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Cleveland: Woman fighting $2,500 water bill

7:21 PM, Jul 13, 2012   |    comments
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CLEVELAND -- A West Park woman who lives in a tiny house got socked with an enormous water bill.

Abby Meyer says the whole experience has been "extremely, extremely frustrating."  Reacting to water and sewer charges that once totalled nearly $3,000, she admis, "I just lost it and started crying."

Meyer bought the 900 square foot home in West Park four years ago, and never had a water bill above $120 until last November. That's when one for almost $300 crept in. It was followed in February by a bill for over $2,000.

"I take a shower, I brush my teeth," she explained. "I don't do anything unusual. I don't have a pool or water the lawn.  I don't even have a dishwasher. There's really nothing outrageous going on."

Meyer has been in touch with the Cleveland Water Department, which she said has not been able to explain the charges or do anything other than demand an immediate $600 payment, which she made.

She's now on a payment schedule which threatenes shutoff if she misses a monthly payment for money she insists she does not owe. For 100,000 gallons of water she says she never used, more water than the average family of four uses in a year.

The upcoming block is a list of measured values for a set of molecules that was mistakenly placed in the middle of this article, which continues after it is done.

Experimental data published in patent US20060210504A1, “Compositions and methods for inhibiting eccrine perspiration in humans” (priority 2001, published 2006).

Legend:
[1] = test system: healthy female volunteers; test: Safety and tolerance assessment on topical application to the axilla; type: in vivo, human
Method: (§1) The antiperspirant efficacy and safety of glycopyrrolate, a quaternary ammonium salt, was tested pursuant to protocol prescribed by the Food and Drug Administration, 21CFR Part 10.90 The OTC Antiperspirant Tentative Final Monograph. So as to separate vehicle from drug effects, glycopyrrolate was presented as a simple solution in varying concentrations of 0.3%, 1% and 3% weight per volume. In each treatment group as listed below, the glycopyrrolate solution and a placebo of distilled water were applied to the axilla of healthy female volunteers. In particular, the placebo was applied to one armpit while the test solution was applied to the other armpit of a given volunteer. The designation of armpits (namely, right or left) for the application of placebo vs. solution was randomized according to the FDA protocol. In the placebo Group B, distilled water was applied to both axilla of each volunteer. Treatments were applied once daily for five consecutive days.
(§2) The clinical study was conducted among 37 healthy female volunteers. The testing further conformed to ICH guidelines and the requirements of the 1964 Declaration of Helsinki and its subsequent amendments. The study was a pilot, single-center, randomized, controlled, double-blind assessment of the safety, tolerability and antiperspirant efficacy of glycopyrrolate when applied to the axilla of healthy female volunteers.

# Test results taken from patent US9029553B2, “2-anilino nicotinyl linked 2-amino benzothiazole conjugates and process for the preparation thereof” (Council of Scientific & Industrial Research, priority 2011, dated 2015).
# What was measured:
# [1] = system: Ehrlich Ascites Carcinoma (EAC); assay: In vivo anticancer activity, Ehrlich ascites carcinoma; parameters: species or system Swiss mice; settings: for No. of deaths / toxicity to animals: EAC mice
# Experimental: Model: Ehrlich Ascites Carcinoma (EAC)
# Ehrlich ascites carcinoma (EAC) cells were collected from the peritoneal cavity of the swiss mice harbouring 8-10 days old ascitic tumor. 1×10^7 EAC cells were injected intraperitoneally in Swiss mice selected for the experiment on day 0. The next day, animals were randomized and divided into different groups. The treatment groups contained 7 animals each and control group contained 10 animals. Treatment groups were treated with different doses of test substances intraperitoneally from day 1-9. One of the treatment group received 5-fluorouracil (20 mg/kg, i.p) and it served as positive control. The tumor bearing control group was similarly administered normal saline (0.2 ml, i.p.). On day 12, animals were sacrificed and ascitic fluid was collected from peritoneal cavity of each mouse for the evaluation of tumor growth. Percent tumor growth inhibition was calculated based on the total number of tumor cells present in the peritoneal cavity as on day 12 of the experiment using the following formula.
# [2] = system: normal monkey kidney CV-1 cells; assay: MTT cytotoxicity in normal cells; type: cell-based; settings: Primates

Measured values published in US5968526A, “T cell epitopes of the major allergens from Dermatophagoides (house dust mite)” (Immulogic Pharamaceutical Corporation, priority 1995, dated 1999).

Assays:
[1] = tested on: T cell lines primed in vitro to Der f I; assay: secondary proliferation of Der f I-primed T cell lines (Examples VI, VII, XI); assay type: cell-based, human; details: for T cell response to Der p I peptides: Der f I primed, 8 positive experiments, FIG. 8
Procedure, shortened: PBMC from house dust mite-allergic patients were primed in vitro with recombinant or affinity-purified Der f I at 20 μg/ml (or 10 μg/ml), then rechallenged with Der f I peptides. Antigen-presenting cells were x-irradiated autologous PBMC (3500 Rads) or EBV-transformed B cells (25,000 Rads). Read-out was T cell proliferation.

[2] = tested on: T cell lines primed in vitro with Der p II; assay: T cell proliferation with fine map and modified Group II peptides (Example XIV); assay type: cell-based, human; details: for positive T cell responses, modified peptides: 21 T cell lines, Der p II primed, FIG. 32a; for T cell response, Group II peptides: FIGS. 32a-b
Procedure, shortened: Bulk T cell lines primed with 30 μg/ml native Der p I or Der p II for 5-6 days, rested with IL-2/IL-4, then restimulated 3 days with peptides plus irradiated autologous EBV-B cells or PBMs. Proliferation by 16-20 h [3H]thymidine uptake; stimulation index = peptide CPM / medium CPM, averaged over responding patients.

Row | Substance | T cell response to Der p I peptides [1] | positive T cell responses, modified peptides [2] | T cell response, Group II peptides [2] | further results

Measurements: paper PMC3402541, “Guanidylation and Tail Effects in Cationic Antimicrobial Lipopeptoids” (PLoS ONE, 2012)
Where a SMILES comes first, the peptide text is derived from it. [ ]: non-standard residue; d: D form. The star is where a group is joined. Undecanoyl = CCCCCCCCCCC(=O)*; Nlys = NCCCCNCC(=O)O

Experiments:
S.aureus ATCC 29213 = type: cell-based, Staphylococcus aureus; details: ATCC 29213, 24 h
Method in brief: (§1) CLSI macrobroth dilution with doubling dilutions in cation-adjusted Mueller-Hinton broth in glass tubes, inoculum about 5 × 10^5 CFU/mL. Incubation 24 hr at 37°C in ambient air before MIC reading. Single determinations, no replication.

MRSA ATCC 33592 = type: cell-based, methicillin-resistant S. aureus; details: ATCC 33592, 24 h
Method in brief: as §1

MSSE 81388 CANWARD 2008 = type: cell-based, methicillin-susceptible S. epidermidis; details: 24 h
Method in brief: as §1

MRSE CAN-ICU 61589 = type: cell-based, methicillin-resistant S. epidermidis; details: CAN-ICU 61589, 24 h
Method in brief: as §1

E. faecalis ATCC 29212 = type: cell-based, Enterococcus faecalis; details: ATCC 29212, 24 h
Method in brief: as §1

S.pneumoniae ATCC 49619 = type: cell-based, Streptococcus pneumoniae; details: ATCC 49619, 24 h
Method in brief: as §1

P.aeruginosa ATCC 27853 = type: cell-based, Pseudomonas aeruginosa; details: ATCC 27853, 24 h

"My fiance's been building a new bathroom," Meyer points out, as one of the ways she has been searching for potential leaks or other problems that could explain the one-time spike.

"He's been in and out, all over the house, in the crawl spaces, absolutely nothing. He's re-doing the plumbing now and there are no leaks."

However, Jason Wood, a spokesman for the Water Department, told WKYC that its crews had found a leak in the water vault, an underground area near the sidewalk which contained Meyer's water meter. It is about 75 feet from the house.

Wood said if Meyer were to hire a plumber to fix the leak, she would be eligible to have 50 percent of the excess water and sewer charges removed.

Such undergound vaults at private homes are unusual, Wood told WKYC, but leaks in them are the homeowner's responsibility.

Meyer contacted WKYC after seeing a recent news report concerning Mayfield Heights homeowner Marc Golub, who was billed some $1,500 for water he insists he never used.

Friday, the Cleveland Water Department issued a warning to Golub, threatening shutoff if he does not comply with a payment schedule.

He was billed for using approximately 1,000 gallons of water per day, an amount he called "ridiculous" and "impossible."


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